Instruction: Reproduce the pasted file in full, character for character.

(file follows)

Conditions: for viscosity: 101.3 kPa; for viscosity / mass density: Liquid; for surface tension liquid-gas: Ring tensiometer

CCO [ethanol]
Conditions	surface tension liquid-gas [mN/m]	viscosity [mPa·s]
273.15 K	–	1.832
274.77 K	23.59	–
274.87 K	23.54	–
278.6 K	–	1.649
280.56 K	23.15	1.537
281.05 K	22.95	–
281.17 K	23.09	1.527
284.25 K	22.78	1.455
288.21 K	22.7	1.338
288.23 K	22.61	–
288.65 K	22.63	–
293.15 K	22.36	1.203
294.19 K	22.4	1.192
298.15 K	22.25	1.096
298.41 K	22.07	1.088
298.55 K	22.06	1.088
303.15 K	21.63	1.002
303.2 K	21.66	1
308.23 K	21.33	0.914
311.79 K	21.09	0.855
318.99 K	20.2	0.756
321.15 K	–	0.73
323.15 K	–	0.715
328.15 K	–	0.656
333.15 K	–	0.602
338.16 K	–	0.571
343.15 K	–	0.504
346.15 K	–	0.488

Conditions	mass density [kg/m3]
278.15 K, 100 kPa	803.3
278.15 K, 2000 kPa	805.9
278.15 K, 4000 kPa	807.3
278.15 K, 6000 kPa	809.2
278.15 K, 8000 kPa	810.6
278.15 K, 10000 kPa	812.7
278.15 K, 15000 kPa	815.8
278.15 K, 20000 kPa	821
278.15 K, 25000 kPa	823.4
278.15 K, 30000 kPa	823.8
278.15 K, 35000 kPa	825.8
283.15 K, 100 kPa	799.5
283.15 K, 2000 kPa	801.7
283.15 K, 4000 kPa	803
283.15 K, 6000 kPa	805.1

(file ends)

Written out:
Conditions: for viscosity: 101.3 kPa; for viscosity / mass density: Liquid; for surface tension liquid-gas: Ring tensiometer

CCO [ethanol]
Conditions	surface tension liquid-gas [mN/m]	viscosity [mPa·s]
273.15 K	–	1.832
274.77 K	23.59	–
274.87 K	23.54	–
278.6 K	–	1.649
280.56 K	23.15	1.537
281.05 K	22.95	–
281.17 K	23.09	1.527
284.25 K	22.78	1.455
288.21 K	22.7	1.338
288.23 K	22.61	–
288.65 K	22.63	–
293.15 K	22.36	1.203
294.19 K	22.4	1.192
298.15 K	22.25	1.096
298.41 K	22.07	1.088
298.55 K	22.06	1.088
303.15 K	21.63	1.002
303.2 K	21.66	1
308.23 K	21.33	0.914
311.79 K	21.09	0.855
318.99 K	20.2	0.756
321.15 K	–	0.73
323.15 K	–	0.715
328.15 K	–	0.656
333.15 K	–	0.602
338.16 K	–	0.571
343.15 K	–	0.504
346.15 K	–	0.488

Conditions	mass density [kg/m3]
278.15 K, 100 kPa	803.3
278.15 K, 2000 kPa	805.9
278.15 K, 4000 kPa	807.3
278.15 K, 6000 kPa	809.2
278.15 K, 8000 kPa	810.6
278.15 K, 10000 kPa	812.7
278.15 K, 15000 kPa	815.8
278.15 K, 20000 kPa	821
278.15 K, 25000 kPa	823.4
278.15 K, 30000 kPa	823.8
278.15 K, 35000 kPa	825.8
283.15 K, 100 kPa	799.5
283.15 K, 2000 kPa	801.7
283.15 K, 4000 kPa	803
283.15 K, 6000 kPa	805.1